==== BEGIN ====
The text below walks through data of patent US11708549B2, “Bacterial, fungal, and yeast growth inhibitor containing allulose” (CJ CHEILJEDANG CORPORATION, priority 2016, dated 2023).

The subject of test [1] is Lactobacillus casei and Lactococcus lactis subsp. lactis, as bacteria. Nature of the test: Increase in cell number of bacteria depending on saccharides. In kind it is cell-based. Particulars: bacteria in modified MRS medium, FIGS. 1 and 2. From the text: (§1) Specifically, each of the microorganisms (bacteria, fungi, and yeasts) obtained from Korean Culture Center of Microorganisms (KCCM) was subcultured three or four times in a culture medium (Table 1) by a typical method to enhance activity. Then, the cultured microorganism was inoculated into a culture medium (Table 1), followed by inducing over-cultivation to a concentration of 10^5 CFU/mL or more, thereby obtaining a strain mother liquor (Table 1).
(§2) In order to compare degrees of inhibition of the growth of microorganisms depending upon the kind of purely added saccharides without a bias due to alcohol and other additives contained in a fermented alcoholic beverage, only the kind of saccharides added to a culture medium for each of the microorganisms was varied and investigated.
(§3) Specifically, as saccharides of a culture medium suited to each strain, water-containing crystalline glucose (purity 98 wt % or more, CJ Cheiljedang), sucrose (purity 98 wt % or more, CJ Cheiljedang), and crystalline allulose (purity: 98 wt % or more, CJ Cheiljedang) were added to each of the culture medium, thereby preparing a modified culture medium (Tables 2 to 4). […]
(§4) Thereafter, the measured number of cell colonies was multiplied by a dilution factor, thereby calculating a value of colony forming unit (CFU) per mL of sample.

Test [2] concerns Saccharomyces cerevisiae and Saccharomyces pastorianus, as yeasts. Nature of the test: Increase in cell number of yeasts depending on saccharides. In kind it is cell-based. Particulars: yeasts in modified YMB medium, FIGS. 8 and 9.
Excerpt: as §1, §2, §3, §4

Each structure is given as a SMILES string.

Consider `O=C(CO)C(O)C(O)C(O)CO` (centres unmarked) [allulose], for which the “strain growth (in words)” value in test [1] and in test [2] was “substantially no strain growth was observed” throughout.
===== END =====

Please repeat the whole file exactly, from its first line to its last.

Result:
The text below walks through data of patent US11708549B2, “Bacterial, fungal, and yeast growth inhibitor containing allulose” (CJ CHEILJEDANG CORPORATION, priority 2016, dated 2023).

The subject of test [1] is Lactobacillus casei and Lactococcus lactis subsp. lactis, as bacteria. Nature of the test: Increase in cell number of bacteria depending on saccharides. In kind it is cell-based. Particulars: bacteria in modified MRS medium, FIGS. 1 and 2. From the text: (§1) Specifically, each of the microorganisms (bacteria, fungi, and yeasts) obtained from Korean Culture Center of Microorganisms (KCCM) was subcultured three or four times in a culture medium (Table 1) by a typical method to enhance activity. Then, the cultured microorganism was inoculated into a culture medium (Table 1), followed by inducing over-cultivation to a concentration of 10^5 CFU/mL or more, thereby obtaining a strain mother liquor (Table 1).
(§2) In order to compare degrees of inhibition of the growth of microorganisms depending upon the kind of purely added saccharides without a bias due to alcohol and other additives contained in a fermented alcoholic beverage, only the kind of saccharides added to a culture medium for each of the microorganisms was varied and investigated.
(§3) Specifically, as saccharides of a culture medium suited to each strain, water-containing crystalline glucose (purity 98 wt % or more, CJ Cheiljedang), sucrose (purity 98 wt % or more, CJ Cheiljedang), and crystalline allulose (purity: 98 wt % or more, CJ Cheiljedang) were added to each of the culture medium, thereby preparing a modified culture medium (Tables 2 to 4). […]
(§4) Thereafter, the measured number of cell colonies was multiplied by a dilution factor, thereby calculating a value of colony forming unit (CFU) per mL of sample.

Test [2] concerns Saccharomyces cerevisiae and Saccharomyces pastorianus, as yeasts. Nature of the test: Increase in cell number of yeasts depending on saccharides. In kind it is cell-based. Particulars: yeasts in modified YMB medium, FIGS. 8 and 9.
Excerpt: as §1, §2, §3, §4

Each structure is given as a SMILES string.

Consider `O=C(CO)C(O)C(O)C(O)CO` (centres unmarked) [allulose], for which the “strain growth (in words)” value in test [1] and in test [2] was “substantially no strain growth was observed” throughout.